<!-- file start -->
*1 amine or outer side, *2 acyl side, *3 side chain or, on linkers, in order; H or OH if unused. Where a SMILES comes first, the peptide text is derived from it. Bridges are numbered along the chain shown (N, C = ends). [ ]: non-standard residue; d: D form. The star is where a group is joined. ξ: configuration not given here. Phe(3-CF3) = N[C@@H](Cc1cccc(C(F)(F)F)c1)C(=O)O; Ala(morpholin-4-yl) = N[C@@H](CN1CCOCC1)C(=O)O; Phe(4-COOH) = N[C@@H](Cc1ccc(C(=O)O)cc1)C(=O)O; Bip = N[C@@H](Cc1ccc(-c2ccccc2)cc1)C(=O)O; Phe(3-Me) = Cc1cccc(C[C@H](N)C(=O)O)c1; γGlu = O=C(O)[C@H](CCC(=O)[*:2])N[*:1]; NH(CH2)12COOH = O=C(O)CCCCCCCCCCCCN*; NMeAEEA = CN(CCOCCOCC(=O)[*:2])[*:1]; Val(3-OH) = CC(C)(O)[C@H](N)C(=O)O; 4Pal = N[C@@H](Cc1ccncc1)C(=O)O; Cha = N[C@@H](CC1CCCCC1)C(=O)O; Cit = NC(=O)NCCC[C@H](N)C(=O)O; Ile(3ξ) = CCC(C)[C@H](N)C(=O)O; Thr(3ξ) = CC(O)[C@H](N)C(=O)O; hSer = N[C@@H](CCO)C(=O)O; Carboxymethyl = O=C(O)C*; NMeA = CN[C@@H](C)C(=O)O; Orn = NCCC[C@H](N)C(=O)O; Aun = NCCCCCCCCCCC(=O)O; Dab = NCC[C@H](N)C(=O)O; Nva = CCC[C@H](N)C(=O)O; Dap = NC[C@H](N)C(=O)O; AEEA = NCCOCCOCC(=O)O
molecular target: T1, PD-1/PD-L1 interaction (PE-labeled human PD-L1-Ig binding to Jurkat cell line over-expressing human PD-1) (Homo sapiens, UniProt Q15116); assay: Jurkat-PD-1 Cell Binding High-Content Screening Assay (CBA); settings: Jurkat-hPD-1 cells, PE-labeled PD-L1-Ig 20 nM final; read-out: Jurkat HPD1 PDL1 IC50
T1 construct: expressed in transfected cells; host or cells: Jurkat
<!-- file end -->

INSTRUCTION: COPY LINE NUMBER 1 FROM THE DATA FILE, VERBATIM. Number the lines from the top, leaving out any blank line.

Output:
*1 amine or outer side, *2 acyl side, *3 side chain or, on linkers, in order; H or OH if unused. Where a SMILES comes first, the peptide text is derived from it. Bridges are numbered along the chain shown (N, C = ends). [ ]: non-standard residue; d: D form. The star is where a group is joined. ξ: configuration not given here. Phe(3-CF3) = N[C@@H](Cc1cccc(C(F)(F)F)c1)C(=O)O; Ala(morpholin-4-yl) = N[C@@H](CN1CCOCC1)C(=O)O; Phe(4-COOH) = N[C@@H](Cc1ccc(C(=O)O)cc1)C(=O)O; Bip = N[C@@H](Cc1ccc(-c2ccccc2)cc1)C(=O)O; Phe(3-Me) = Cc1cccc(C[C@H](N)C(=O)O)c1; γGlu = O=C(O)[C@H](CCC(=O)[*:2])N[*:1]; NH(CH2)12COOH = O=C(O)CCCCCCCCCCCCN*; NMeAEEA = CN(CCOCCOCC(=O)[*:2])[*:1]; Val(3-OH) = CC(C)(O)[C@H](N)C(=O)O; 4Pal = N[C@@H](Cc1ccncc1)C(=O)O; Cha = N[C@@H](CC1CCCCC1)C(=O)O; Cit = NC(=O)NCCC[C@H](N)C(=O)O; Ile(3ξ) = CCC(C)[C@H](N)C(=O)O; Thr(3ξ) = CC(O)[C@H](N)C(=O)O; hSer = N[C@@H](CCO)C(=O)O; Carboxymethyl = O=C(O)C*; NMeA = CN[C@@H](C)C(=O)O; Orn = NCCC[C@H](N)C(=O)O; Aun = NCCCCCCCCCCC(=O)O; Dab = NCC[C@H](N)C(=O)O; Nva = CCC[C@H](N)C(=O)O; Dap = NC[C@H](N)C(=O)O; AEEA = NCCOCCOCC(=O)O